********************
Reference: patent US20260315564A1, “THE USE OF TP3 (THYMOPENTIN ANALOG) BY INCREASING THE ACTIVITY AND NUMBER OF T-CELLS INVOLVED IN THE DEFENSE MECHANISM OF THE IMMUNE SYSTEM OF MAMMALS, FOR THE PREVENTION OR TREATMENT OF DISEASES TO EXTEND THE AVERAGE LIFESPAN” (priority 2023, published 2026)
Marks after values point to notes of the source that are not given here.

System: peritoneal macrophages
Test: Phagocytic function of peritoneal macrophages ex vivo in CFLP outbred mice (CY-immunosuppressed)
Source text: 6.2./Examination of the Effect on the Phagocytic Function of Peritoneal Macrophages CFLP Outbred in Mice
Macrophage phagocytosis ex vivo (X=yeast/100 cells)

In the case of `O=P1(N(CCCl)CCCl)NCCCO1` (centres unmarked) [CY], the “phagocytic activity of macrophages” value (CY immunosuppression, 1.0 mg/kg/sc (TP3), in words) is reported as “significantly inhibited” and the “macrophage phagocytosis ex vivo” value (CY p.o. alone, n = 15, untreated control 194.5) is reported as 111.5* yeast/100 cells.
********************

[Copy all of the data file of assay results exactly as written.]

Reference: patent US20260315564A1, “THE USE OF TP3 (THYMOPENTIN ANALOG) BY INCREASING THE ACTIVITY AND NUMBER OF T-CELLS INVOLVED IN THE DEFENSE MECHANISM OF THE IMMUNE SYSTEM OF MAMMALS, FOR THE PREVENTION OR TREATMENT OF DISEASES TO EXTEND THE AVERAGE LIFESPAN” (priority 2023, published 2026)
Marks after values point to notes of the source that are not given here.

System: peritoneal macrophages
Test: Phagocytic function of peritoneal macrophages ex vivo in CFLP outbred mice (CY-immunosuppressed)
Source text: 6.2./Examination of the Effect on the Phagocytic Function of Peritoneal Macrophages CFLP Outbred in Mice
Macrophage phagocytosis ex vivo (X=yeast/100 cells)

In the case of `O=P1(N(CCCl)CCCl)NCCCO1` (centres unmarked) [CY], the “phagocytic activity of macrophages” value (CY immunosuppression, 1.0 mg/kg/sc (TP3), in words) is reported as “significantly inhibited” and the “macrophage phagocytosis ex vivo” value (CY p.o. alone, n = 15, untreated control 194.5) is reported as 111.5* yeast/100 cells.